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Strange Pilgrims by Gabriel Garcia Marquez

Strange Pilgrims (1992)

by Gabriel García Márquez

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English (15)  Spanish (2)  Swedish (1)  Hungarian (1)  Italian (1)  All languages (20)
Showing 1-5 of 15 (next | show all)
They range from very good to pretty bad - particularly the last story which was a shame. and maybe coloured my memories of some of the earlier ones. There's more than a hint of whimsy. Made me think I should not re-read A Hundred Years of Solitude in case the magical realism has turned into whimsy as I have got older. The best stories have a lovely clarity about the people in them but does not pin them down so they live on in the mind rather then being fixed as a picture. ( )
  Ma_Washigeri | May 27, 2018 |
Read three out of twelve stories and am beginning to think I simply don't like mystical writing such as I usually find in fiction translated from Spanish. I'm undoubtedly missing some deep joys and emotions from not finding Marquez's and other well-regarded authors' books marvelous but so be it. ( )
  abycats | May 11, 2018 |
Don't get me wrong, GGM is one of my favorite authors and I normally like the locales, real and imagined, to which he takes me however taking this collection of stories on vacation was a very bad idea!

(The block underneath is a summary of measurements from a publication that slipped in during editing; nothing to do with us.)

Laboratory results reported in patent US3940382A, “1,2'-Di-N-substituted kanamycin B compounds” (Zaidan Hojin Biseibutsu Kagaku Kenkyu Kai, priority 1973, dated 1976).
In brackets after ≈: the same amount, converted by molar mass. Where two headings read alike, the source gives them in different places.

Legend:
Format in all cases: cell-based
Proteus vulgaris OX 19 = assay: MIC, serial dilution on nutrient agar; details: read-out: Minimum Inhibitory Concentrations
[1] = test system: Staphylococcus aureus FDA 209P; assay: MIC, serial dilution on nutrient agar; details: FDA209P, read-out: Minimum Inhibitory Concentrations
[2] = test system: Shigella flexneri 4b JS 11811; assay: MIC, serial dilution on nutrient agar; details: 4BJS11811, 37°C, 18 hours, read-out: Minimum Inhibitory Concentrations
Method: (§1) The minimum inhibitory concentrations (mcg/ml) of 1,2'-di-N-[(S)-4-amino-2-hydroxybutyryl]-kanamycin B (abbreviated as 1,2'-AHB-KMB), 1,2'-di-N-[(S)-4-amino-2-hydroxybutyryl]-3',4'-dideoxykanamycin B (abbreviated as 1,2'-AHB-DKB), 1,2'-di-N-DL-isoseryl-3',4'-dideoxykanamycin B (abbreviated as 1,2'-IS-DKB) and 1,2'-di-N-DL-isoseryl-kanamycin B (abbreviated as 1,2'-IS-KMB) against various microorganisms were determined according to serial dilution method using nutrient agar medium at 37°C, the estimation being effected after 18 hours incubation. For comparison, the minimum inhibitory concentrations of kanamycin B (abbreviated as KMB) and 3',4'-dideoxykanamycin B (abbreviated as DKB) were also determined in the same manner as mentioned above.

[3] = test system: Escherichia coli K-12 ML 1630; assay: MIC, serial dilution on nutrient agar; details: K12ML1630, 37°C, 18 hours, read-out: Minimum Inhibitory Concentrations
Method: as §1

Firstly, as I read the first story, it began to sound vaguely familiar to me but I continued on and, sure enough, by it's conclusion, I realized I read it before in another collection of short stories by Marquez. One not to give up on my favorite author, I continued to read the other stories, sadly several more turned out to be rereads as well, though well written, it was not the time nor the place for them. Secondly, the stories are consumed with death, dying, old age and reflections of past loves and regrets. Ugh! Again, not holiday material! I left the book in the lobby of the Hotel Gellert in Budapest in the hope another reader will enjoy it more than I. ( )
  Carmenere | Jul 1, 2017 |
With the recent passing of Gabriel García Márquez (1927-2014) I decided it would be good to pay my respects by finally reading one of his books. Being in between story collections, Strange Pilgrims felt like the obvious choice and I knew it for such when García Márquez greeted me in the introduction by recounting a dream where he attended his own funeral: "walking with a group of friends dressed in solemn mourning but in a festive mood. We all seemed happy to be together. And I more than anyone else, because of the wonderful opportunity that death afforded me to be with my friends from Latin America, my oldest and dearest friends, the ones I had not seen for so long. At the end of the service, when they began to disperse, I attempted to leave too, but one of them made me see with decisive finality that as far as I was concerned, the party was over. “You’re the only one who can’t go,” he said."